Afro-Canadian

Afro-Canadian(Black Canadian, African-Canadian) are citizens and residence of Canada. They make up 2% of the population. They are the third largest minority group in Canada. Black Canadians come from a diversity of backgrounds--South America, Caribbean, Africa, and Europe. The majority have Caribbean roots. They include Jamaicans, Nigerians, Haitians, Afro-Latinos,  etc. It is estimated by 2017, the black population will be 948,000 -1,177,000.

History


Slavery


The first recorded black slave, transported from Africa to recorded death in Canada, was slave Olivier Le Jeune in what was New France. France never recognized slavery. Both indians(panis) and blacks were used as slaves. Most slaves, 52.3%, inhabited Montreal. Quebec and Trois-Rivieres were other regions with major slave population. 77.2% lived in Towns. Only 22.8% were field hands. Most were servants. Average life expectancy was 25.2.

Although, never officially declared, the Code Noir of the Antilles governed slave life. Slaves were expensive commodities and were handed treatment of that of freedmen. The average black slave brought in 900 livre. In 1781, when a slave attacked his master, he was not executed but imprisoned. In 1734, Marie-Joseph Angelique was accused of setting her master's house on fire which caused the burning of half of Montreal. She was tortured and hanged.

The citizenry sometimes aided runaway slaves. The latter caused the government to issue an ordonnance in 1734, stating that the public should not employ runnaway slaves and captains should not carry them out of the territories without severe penalty. During the period of 1769-1794, numerous advertisement existed for the return of runaway slaves in the Quebec Gazette.

Slavery was abolished in Nova Scotia in 1787 and 1793 in Ontario(Upper Canada). In 1834, slavery was abolished in all British territories.

American Revolution and War of 1812


During the American Revolution(1775-1783), the British promised freedom to slaves who fought for Britain. After the war, numerous blacks who fought with the British fled to Canada as free-persons. Some Loyalist brought their slaves with them in Nova Scotia. Facing discrimination, segregation, and slavery most blacks left on 14 ships, founding the colony of Freetown in Sierra Leone.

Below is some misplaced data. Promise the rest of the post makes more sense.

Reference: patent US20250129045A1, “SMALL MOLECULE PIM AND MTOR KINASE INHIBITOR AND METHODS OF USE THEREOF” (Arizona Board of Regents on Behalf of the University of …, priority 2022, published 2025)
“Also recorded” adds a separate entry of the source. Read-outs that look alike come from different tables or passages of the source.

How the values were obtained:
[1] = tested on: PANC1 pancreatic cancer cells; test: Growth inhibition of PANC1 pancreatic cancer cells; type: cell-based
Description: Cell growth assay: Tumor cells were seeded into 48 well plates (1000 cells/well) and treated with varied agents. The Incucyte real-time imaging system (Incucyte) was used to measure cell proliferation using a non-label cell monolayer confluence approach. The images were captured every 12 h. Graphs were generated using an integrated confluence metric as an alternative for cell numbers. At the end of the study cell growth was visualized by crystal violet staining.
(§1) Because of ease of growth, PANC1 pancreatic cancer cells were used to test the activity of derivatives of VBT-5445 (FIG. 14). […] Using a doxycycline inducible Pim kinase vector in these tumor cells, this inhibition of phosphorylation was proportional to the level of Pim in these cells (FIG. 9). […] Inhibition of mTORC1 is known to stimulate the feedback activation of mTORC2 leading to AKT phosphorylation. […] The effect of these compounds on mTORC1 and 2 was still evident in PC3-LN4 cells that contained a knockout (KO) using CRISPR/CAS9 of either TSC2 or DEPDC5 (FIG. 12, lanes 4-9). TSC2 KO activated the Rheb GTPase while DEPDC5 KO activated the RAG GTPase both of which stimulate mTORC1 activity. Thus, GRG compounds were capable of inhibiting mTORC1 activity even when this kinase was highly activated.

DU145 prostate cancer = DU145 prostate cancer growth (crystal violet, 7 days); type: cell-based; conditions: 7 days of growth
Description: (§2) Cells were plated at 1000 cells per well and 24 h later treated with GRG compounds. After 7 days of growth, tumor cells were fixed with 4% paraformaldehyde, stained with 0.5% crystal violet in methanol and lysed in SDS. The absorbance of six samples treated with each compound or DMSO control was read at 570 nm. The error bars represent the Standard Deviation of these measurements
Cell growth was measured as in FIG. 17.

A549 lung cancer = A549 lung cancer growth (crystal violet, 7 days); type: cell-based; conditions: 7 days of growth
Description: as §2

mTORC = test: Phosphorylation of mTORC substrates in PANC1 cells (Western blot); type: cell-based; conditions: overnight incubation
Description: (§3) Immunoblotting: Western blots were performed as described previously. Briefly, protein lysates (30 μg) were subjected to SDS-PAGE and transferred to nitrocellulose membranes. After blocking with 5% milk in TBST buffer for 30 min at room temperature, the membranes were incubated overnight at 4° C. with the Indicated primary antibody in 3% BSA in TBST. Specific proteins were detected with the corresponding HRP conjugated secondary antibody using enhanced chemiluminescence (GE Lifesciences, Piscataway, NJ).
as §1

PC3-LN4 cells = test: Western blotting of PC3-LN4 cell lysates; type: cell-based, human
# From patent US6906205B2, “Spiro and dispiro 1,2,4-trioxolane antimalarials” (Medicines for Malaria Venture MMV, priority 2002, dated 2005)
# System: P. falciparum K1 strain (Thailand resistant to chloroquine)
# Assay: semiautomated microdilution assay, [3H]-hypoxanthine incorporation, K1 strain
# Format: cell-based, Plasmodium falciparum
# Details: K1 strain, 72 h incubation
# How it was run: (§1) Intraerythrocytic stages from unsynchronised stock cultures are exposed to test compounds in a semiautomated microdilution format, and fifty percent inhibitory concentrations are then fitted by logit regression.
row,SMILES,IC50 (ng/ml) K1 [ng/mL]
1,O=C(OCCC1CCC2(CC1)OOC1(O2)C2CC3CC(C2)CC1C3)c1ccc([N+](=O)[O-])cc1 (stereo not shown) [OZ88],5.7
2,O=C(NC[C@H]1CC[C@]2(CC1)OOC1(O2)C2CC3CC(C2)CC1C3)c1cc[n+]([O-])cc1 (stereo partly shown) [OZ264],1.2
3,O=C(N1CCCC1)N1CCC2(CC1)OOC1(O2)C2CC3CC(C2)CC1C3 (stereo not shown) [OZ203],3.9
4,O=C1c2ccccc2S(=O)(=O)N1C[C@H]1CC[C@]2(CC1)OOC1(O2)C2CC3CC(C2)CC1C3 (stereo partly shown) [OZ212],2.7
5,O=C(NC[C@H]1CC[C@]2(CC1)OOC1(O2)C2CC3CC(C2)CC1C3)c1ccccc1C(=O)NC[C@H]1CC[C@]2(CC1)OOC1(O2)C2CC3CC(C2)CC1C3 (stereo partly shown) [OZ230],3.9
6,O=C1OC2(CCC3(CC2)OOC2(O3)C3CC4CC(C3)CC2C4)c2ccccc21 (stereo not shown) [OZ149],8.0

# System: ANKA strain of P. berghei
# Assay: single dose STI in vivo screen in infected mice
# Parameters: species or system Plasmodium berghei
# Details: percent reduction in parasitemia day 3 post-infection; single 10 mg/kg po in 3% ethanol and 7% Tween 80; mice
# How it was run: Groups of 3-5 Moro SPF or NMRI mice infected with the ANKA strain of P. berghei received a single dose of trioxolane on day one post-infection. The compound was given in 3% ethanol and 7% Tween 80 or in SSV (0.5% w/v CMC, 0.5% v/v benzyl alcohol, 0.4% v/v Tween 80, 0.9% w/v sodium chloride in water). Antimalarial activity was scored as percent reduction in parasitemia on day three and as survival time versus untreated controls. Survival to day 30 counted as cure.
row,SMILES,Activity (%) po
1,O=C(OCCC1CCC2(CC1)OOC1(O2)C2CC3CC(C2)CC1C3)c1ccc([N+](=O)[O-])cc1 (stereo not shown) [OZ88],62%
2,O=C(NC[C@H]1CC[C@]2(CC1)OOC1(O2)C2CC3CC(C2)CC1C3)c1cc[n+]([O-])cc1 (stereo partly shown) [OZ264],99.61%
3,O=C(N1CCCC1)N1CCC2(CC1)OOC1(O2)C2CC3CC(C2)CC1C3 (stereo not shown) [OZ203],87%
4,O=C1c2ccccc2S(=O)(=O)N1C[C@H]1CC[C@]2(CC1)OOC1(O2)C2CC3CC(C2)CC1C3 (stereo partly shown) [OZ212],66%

In the War of 1812, the British took back slaves seeking refuge to Halifax, Nova Scotia. Others settled in southwestern Ontario.

Underground Railroad


During the 1850s, the Underground Railroad brought thousand of ex-slaves to Canada, with Detroit being a major transit point with locals like Chatham and Sarnia in Ontario being a final destination. Although free in Canada, many blacks faced segregated lives and discrimination. 

They went to segregated schools. In 1850, Canada West past the Common Schools Act, which segregated the school system. Nova Scotia past a similiar act later.  Blacks went to sub-par schools that were under-funded.

Because of segregation and other grievances, after the Civil War in the U.S., Canada experience a decrease in her black population, from 60,000 to 18,000, in a thirty year period. 

Western Prairie


During the 1890s, the Canadian government pushed for settlement westward, promising inexpensive land settled by the Cree Indians. It wanted to encourage farming and agriculture in its western territories. Numerous blacks from the US immigrated to the prairie of Western Canada between 1905 and 1909, staying at border towns in provinces like Manitoba and Saskatchewan. A few settled in Alberta, inhabiting booming cities like Edmonton and as farmers and cowboys in rural areas. 

Vancouver Island


In 1858, the British created the Vancouver Island district. To prevent the U.S. government from claiming the territory, governor Douglas encouraged black immigration from California on condition most would defend the territory. Not well treated in California with special discriminatory resident taxes, about 400 hundred black families sailed to Canada. Most settled in Victoria. Prominent black of the territory was John Sullivan Deas,  a businessman, and Mifflin Gibbs, the first black Canadian politician, elected to the Victoria City Council. 

World War I & II


During World War I, blacks signed up to fight for Canada. Many were initially rejected. Whites officers did not want to be serving with blacks in their units. After much protest from black Canadian leaders, a few blacks were allowed to join all white regiments. In Nova Scotia the No. 2 Construction was formed. It did not see combat but was engaged in construction of ditches and trenches in the battlefront.

Come World War II, many blacks served in mixed regiments and refused to serve in construction regiments. Most blacks were motivated to serve in hopes of being accepted in Canadian society. 

Current Status


During the 1950s and 1960s a wave of immigration from the Caribbean occured.


Works Cited

Branswell, Brenda. Black History Month:Canada had Slaves Too. Canada.com. 12-Jan-2012. retrieved 07-Feb-2012

Dearing, Stephanie. Nova Scotia Apologizes, Pardons Civil Rights Heroine. Digital Journal. 15-Apr-2010. retrieved 07-Feb-2012


Hiebert, Daniel J., and Reed, Maureen G. Canada. Microsoft® Encarta® 2006 [DVD]. Redmond, WA: Microsoft Corporation, 2005. 

Winks, Robin W.(1997). Blacks in Canada: a history. McGill-Queen's Press. ISBN 0773516328, 9780773516328

Sadlier, Rosemary, Qijun, Wang(2010). The Kids Book of Black Canadian History. Kids Can Press Ltd. ISBN 1554535875, 9781554535873

Renaldo Alyson. Black Canadian Like Me. The Root. 25-Apr-2011. retrieved 7-Feb-2012.


External Link: